CBS News was criticized this week for whitewashing the effects of President-elect Joe Biden's proposal to hike the federal minimum wage.
What is the background?
Biden released his proposal for new coronavirus-related economic relief on Thursday, which boasts a price tag of $1.9 trillion. Included in the bill, in addition to stimulus checks and more federal unemployment benefits, is a proposal to hike the federal minimum wage to at least $15 per hour.
CBS News praised Biden's proposal.
The news outlet titled its story on Biden's bill, "Biden minimum wage proposal could lift more than 1 million workers out of poverty."
But what's the truth?
As the old adage goes, CBS News "buried the lede."
While Biden's proposal would, indeed, lift some Americans out of poverty, the Congressional Budget Office also discovered that Biden's proposal to hike the federal minimum wage would put millions of Americans out of work.
The The 8th headline paragraph https://t.co/pBAglaIsqv— Oilfield Rando (@Oilfield Rando) 1610756861.0
CBS News admitted as much in its story, albeit in the ninth paragraph:
The CBO also estimated the move would cost 1.3 million American jobs, a claim long made by conservative economists. Mr. Biden's call to boost the minimum wage to $15 an hour "is the absolute last thing that unemployed workers need right now," Michael Farren, an economist with the right-leaning Mercatus Center at George Mason University, said in an email. "After all, they can't benefit from higher wages if those higher wages result in slower job growth."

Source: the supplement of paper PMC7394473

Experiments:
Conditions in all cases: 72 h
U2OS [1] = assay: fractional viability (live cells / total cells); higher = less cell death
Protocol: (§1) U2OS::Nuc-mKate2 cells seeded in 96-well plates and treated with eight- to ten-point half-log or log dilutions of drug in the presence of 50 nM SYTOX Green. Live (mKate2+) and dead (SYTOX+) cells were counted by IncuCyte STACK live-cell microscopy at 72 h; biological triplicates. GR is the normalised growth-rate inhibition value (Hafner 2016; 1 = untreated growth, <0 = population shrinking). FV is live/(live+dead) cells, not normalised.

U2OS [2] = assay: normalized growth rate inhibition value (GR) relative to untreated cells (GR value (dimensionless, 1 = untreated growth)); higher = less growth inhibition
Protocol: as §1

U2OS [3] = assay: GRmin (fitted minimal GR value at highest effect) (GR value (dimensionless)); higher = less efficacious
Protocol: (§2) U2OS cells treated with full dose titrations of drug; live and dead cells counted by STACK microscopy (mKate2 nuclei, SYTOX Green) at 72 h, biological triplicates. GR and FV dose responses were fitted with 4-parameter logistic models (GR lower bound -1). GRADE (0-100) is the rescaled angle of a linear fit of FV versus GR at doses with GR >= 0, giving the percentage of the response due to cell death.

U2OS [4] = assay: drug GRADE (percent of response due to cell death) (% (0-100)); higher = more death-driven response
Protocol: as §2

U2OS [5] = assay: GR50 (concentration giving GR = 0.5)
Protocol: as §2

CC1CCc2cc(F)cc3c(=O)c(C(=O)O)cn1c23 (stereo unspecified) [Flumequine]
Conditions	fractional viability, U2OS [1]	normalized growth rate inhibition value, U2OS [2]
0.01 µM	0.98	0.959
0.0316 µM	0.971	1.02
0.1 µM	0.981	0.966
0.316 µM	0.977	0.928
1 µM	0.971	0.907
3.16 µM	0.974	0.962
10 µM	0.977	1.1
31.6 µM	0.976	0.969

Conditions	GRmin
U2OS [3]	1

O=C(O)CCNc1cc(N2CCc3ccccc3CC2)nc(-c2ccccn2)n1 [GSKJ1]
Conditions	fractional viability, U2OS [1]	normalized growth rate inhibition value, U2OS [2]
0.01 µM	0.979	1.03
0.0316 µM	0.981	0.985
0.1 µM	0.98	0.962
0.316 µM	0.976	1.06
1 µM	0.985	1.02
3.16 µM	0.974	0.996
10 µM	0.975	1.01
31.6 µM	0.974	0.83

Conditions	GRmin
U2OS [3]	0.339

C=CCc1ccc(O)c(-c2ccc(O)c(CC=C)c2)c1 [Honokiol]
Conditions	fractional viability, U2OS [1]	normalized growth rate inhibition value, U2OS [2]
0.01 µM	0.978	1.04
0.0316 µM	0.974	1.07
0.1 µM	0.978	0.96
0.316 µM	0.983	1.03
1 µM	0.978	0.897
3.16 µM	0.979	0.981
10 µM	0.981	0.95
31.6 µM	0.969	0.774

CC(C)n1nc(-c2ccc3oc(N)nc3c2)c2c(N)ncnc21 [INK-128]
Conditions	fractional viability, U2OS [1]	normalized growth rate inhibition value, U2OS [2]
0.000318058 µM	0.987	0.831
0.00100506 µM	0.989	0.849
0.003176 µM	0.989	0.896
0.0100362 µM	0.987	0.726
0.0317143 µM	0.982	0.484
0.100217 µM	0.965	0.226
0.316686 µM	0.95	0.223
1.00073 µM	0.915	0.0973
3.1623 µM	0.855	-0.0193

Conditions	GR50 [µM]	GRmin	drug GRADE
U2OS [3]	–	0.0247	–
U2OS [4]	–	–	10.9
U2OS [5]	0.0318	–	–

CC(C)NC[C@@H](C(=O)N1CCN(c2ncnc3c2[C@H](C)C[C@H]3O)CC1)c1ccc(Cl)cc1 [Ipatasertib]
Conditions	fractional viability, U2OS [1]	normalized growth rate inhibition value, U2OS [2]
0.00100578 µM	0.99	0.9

In fact, the CBO report from 2019 found that 1.3 million jobs is only the median estimate of job losses, explaining there is a significant chance that a $15 per hour minimum wage would result in even more job losses.
The report explained, "In an average week in 2025, the $15 option would boost the wages of 17 million workers who would otherwise earn less than $15 per hour. Another 10 million workers otherwise earning slightly more than $15 per hour might see their wages rise as well. But 1.3 million other workers would become jobless, according to CBO's median estimate. There is a two-thirds chance that the change in employment would be between about zero and a decrease of 3.7 million workers. The number of people with annual income below the poverty threshold in 2025 would fall by 1.3 million."
Ultimately, not only would a higher minimum wage cost jobs, but the costs associated with raising wages would be passed onto consumers, CBS News noted.